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Guru
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#2

Re: When I Grow Up, I Want To Be a Giant (Part 2)

06/25/2008 8:27 AM

I'm feeling pain in my bones just thinking about it.

My right leg is an inch longer than my left. The first time I noticed it was when I was 8 or 9 years old. My friend was looking, giving me a curious look, and remarked that I was standing crooked. I looked in the mirror and he was right. My right waist was higher than my left and I was leaning towards the left though I felt I was standing straight.

Through the years, I learned to live with it and it gave me no major problems. Everytime I posed for a photograph, however, my stance was very noticable.

I've thought of having surgery to lengthen my left leg (never considered having my right shortened, for obvious reasons). I knew how it's done, basically. I just didn't know the name for the procedures. I also knew that it would be painful and will take a loooong time to heal. That's what kept me from going ahead with it. That and the expense, of course.

What's wrong with being short? I'm all of 1520 millimeters. Somehow the large number hides the fact that I'm only 5 feet tall. My eldest daughter (13) is now about an inch less than I am and still growing. The top of my 9-year-old son's head is a little less than a foot from mine. I've resigned myself to looking up to them by the time I retire.

Do I feel that "tall" people are more advantaged? That depends. There were times where I was the only one who could fit into the walk-in electrical panel.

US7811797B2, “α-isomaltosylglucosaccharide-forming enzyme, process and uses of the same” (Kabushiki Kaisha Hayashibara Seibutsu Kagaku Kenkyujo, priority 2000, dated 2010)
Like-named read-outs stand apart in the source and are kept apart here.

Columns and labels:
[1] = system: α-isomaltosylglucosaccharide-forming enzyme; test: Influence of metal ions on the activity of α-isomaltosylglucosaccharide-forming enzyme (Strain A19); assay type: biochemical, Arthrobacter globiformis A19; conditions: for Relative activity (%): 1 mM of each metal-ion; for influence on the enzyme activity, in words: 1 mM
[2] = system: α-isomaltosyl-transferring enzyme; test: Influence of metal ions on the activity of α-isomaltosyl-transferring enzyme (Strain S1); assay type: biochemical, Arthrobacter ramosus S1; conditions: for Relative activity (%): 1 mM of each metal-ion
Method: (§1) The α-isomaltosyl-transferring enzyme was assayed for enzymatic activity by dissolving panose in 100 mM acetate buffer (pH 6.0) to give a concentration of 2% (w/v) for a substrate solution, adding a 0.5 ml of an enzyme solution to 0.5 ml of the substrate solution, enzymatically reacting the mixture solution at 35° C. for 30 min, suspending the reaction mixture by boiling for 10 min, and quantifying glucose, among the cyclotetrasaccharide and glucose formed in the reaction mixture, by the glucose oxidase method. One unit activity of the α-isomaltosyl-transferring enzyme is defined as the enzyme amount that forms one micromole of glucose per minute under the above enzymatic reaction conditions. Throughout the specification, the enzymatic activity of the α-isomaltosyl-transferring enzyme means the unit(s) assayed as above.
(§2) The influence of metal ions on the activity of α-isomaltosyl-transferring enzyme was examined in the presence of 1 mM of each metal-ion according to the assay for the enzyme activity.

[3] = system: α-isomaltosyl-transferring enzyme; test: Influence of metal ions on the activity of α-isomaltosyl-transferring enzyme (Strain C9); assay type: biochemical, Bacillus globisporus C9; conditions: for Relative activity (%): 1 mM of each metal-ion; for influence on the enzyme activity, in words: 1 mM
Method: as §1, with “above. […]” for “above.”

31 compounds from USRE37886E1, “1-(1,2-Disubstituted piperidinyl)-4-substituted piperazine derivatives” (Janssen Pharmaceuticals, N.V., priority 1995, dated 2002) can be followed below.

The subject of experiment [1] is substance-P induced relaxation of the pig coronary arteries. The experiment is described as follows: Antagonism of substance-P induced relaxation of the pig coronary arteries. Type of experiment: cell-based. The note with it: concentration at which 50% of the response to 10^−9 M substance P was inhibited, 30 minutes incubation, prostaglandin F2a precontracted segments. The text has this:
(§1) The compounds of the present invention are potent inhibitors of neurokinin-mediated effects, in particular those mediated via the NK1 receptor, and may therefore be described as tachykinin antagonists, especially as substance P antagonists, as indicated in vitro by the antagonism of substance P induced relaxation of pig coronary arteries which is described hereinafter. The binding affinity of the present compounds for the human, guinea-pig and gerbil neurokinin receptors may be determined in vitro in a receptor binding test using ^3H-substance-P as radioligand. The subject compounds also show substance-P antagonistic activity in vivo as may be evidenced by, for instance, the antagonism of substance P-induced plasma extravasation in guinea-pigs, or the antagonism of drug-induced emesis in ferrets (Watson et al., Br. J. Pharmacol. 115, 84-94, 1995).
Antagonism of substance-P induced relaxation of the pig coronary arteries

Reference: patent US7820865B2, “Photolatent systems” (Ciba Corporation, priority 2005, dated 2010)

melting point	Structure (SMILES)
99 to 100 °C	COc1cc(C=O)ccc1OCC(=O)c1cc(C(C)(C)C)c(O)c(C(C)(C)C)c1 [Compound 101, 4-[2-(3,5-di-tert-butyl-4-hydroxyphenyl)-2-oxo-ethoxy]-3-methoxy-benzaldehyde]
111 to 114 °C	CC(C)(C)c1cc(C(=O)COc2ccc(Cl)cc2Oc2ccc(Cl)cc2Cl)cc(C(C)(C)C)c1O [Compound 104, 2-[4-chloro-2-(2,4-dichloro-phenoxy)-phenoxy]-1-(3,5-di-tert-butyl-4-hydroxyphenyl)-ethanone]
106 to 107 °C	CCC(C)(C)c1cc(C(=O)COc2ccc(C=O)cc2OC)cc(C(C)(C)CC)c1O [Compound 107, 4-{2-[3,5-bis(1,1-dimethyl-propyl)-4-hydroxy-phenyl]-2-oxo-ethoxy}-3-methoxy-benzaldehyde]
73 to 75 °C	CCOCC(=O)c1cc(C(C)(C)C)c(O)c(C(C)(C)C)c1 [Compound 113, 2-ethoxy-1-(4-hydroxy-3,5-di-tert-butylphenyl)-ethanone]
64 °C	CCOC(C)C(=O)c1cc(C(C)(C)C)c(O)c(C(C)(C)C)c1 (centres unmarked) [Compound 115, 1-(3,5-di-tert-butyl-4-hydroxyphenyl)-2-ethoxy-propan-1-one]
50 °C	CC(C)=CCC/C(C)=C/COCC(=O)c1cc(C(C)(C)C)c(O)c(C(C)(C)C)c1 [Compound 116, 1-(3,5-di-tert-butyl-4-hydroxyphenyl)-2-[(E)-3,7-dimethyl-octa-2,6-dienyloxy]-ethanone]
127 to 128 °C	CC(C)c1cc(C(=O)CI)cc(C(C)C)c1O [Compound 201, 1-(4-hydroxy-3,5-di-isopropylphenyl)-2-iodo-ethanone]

Is the "beauty" industry getting out of control? As an instrumentation and controls technician, I always try to make sure that very process is under control. Beauty, however, is one of those uncontrollable ones.

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Anonymous Poster
#3
In reply to #2

Re: When I Grow Up, I Want To Be a Giant (Part 2)

05/06/2009 2:59 AM

LASIK lol, that's barely a surgery. I did PKR last year, but there's very little risk to that. Worst case they screw up, then you just go back and do it again. As a 5'7" male, I am considering this surgery and have talked to 2 people who are currently lengthening at the Betz institute. Consider this: You will not be discriminated based on how well you can see (unless you want to want to be a lifeguard, pilot, or maybe surgeon). However, you will be discriminated against for not being tall enough, most notably it will impact your dating pool and in some cases your career. So the rewards might be proportional to the risks depending on your starting height. A better improvement looks like is might be on the way:

http://www.sciencedaily.com/releases/2009/04/090415074843.htm

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Guru
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#4
In reply to #3

Re: When I Grow Up, I Want To Be a Giant (Part 2)

05/06/2009 11:15 PM

As a married man, I have been out of the dating pool for 16 years so that's not much of a problem .

For my career, it hasn't mattered much except in those cases where I needed a step ladder when my mates just needed to reach up .

Finally, at 47.67 years, I'm too old for height-increasing surgery. Besides, if I add length to my legs to my desired height (around 5'6" to 5'7"), I would look rather odd with long legs and a short body .

I'll check out the website later.

regards,

Vulcan